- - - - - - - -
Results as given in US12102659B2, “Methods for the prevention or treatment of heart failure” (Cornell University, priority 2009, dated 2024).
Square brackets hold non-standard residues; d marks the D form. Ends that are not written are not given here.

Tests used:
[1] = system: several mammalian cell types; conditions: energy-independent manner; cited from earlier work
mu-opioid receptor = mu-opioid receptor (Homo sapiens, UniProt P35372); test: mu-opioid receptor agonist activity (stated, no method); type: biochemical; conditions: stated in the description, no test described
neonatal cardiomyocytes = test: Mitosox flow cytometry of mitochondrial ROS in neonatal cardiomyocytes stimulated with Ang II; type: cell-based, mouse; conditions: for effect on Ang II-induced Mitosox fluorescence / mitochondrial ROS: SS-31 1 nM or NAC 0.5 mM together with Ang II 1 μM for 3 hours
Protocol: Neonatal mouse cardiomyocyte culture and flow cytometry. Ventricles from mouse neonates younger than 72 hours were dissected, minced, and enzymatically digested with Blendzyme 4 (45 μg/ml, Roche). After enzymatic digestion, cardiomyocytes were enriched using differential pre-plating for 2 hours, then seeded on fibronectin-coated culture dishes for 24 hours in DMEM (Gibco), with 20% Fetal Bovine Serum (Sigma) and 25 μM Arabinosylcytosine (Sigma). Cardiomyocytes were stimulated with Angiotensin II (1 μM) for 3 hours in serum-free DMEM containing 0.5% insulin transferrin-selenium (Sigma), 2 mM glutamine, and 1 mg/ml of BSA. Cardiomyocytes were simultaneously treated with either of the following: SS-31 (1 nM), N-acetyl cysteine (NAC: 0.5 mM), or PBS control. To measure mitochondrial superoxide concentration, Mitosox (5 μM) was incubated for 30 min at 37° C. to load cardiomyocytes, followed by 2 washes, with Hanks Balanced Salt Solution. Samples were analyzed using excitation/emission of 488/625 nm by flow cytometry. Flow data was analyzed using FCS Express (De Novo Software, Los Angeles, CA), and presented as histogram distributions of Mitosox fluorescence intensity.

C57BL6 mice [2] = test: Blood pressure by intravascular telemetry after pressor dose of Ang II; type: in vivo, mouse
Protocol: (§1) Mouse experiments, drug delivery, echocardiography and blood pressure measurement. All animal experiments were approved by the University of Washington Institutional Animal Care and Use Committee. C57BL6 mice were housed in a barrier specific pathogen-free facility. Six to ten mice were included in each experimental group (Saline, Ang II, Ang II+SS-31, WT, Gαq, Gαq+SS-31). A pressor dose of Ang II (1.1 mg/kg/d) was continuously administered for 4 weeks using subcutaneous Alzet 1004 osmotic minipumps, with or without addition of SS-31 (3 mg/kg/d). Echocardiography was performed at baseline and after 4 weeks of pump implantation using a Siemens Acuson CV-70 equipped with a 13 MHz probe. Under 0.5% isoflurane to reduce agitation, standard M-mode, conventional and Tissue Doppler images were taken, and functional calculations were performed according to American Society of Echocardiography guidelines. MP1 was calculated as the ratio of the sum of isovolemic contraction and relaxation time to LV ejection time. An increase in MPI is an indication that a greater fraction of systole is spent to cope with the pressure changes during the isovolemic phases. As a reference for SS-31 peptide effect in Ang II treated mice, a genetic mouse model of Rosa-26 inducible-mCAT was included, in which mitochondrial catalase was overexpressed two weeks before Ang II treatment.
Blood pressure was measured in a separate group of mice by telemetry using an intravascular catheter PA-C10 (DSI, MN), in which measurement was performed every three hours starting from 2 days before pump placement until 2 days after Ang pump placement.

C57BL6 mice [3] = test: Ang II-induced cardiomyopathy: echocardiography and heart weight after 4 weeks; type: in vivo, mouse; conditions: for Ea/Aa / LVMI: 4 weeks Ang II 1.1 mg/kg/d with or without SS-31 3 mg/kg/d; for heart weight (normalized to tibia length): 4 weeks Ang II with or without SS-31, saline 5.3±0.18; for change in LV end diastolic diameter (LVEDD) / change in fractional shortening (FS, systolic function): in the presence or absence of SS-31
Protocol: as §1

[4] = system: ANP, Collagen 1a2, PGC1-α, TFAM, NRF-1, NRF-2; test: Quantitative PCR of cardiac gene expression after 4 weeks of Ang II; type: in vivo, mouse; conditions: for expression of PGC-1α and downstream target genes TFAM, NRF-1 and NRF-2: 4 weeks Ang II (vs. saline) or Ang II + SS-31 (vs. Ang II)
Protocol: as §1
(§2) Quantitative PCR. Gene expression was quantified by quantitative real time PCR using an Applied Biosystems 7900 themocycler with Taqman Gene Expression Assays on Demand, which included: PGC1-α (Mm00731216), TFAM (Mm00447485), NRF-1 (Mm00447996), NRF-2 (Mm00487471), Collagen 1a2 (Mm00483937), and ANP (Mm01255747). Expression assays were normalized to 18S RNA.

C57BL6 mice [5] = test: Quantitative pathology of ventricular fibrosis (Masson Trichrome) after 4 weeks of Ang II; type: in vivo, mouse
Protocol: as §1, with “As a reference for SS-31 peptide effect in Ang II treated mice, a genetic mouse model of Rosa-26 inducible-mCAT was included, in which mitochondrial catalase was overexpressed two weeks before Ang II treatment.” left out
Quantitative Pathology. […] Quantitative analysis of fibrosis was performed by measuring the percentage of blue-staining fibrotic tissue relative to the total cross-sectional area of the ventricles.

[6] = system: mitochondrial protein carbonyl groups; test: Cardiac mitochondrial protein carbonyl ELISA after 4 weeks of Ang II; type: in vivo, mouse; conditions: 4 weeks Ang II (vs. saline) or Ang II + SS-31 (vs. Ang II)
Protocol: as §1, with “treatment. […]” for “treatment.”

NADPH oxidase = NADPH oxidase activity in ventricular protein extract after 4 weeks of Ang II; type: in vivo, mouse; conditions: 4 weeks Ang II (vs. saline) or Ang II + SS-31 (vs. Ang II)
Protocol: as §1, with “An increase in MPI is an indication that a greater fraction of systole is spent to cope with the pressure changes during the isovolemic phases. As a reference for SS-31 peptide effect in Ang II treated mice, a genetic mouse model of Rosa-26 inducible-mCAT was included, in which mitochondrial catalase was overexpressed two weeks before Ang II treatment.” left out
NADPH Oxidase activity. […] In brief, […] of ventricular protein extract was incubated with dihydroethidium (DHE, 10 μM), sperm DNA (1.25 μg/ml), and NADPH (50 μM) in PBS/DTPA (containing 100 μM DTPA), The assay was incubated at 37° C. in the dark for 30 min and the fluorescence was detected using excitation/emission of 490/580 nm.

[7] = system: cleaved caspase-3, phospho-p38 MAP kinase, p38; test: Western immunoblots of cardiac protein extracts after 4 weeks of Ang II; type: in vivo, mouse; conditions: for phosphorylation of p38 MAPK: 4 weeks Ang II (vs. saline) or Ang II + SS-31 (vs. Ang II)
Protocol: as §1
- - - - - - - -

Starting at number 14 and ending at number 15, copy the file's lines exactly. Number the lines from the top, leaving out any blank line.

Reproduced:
Protocol: as §1
(§2) Quantitative PCR. Gene expression was quantified by quantitative real time PCR using an Applied Biosystems 7900 themocycler with Taqman Gene Expression Assays on Demand, which included: PGC1-α (Mm00731216), TFAM (Mm00447485), NRF-1 (Mm00447996), NRF-2 (Mm00487471), Collagen 1a2 (Mm00483937), and ANP (Mm01255747). Expression assays were normalized to 18S RNA.